by Mamadou Dia
(LE PÈRE DE NAFI /NAFI’S FATHER)
Watch the trailer
When Tierno, the acting imam of a small town, discovers that his daughter Nafi has agreed to marry the son of his older brother Ousmane, he becomes desperate to find a way to stop the wedding, without getting in the way of his daughter’s independence. The source of his alarm is Ousmane’s growing affiliation with a fundamentalist form of Islam that believes in employing any means to prevail, even violence. As Ousmane’s power in the town strengthens, his relationship with his more moderate brother becomes ever more fractured.
Best feature film, Quebec City International Film Festival (2020)
Best feature film, Festival Vues d’Afrique (Montréal, 2020)
Best feature film, Locarno Film Festival
Discovery prize, Namur International French Film Festival (Belgium, 2019)
The international critics prize, Luxor African Film Festival (Egypt, 2019)
Marrakech International Film Festival (Morocco, 2020)
Festival des 3 Continents (Nantes, France, 2020)
Atlanta Film Festival (2020)
Rotterdam International Film Festival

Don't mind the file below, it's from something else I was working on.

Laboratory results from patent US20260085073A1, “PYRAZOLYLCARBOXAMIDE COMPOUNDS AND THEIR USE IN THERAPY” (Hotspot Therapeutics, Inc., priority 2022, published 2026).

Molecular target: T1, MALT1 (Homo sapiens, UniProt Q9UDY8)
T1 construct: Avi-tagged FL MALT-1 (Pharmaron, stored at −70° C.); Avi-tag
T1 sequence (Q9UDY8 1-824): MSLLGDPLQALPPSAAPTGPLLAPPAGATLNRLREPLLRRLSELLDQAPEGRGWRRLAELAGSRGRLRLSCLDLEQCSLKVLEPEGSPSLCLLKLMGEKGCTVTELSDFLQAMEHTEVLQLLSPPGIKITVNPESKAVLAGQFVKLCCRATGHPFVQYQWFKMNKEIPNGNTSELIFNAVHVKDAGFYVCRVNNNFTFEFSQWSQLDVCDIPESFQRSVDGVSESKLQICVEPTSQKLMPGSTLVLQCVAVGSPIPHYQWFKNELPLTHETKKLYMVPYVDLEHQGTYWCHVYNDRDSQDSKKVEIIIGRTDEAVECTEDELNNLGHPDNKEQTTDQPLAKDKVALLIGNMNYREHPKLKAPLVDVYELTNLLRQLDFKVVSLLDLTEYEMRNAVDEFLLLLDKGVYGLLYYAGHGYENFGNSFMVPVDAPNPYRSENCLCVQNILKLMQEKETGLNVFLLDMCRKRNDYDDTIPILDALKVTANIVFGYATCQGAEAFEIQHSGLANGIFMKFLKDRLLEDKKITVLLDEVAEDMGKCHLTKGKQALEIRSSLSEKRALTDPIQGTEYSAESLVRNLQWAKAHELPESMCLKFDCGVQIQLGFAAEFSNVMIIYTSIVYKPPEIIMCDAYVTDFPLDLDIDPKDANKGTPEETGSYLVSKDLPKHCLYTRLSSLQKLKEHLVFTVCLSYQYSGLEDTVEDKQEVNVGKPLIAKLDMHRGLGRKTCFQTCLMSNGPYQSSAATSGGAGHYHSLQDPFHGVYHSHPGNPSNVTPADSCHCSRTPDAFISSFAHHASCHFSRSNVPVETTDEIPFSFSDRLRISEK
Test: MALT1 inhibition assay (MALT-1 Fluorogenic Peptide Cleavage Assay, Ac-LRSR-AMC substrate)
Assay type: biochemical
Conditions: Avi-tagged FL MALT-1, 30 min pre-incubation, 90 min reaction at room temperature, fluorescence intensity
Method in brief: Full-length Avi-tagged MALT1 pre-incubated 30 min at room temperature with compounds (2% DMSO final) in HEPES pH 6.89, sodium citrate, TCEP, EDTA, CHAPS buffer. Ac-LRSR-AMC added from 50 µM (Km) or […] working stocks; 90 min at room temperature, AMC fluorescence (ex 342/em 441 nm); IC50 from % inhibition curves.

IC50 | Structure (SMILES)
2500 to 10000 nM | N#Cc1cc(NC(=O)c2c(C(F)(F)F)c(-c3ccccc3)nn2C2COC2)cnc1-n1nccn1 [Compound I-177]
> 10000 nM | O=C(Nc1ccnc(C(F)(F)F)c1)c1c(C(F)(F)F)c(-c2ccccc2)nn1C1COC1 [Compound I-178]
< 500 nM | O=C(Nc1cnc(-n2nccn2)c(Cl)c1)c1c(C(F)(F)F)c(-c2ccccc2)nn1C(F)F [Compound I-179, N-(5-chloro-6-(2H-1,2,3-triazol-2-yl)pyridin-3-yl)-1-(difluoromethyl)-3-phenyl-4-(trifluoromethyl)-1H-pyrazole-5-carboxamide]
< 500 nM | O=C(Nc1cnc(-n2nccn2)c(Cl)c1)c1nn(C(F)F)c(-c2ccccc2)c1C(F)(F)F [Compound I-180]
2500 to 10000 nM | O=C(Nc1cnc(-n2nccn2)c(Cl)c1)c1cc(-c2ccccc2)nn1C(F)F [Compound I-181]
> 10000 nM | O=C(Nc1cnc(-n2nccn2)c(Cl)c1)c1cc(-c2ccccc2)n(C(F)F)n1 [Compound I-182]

The film vibrantly articulates all that's lost when people are held under the draconian decree of warlords.
— Slant Magazine
Human passions and disasters, painfully inextricable blood ties , Nafi’s Father still comes across as a film in the present tense, whose aesthetic reflects a perpetual and breathless tension between opposites.
— Festival des 3 Continents
Power dynamics wrapped in religious intolerance drives a wedge between two brothers in Mamadou Dia’s engrossing feature debut, Nafi’s Father. While presenting two competing visions of Islam, the film plainly shows fundamentalism as an aberrant strain foreign to Senegal, wielded as a means of control rather than a genuine belief system; even though the Islamist topic is hardly under the radar of late, Dia grants his characters warmth and humour in their struggles and makes the story feel fresh without compromising on drama.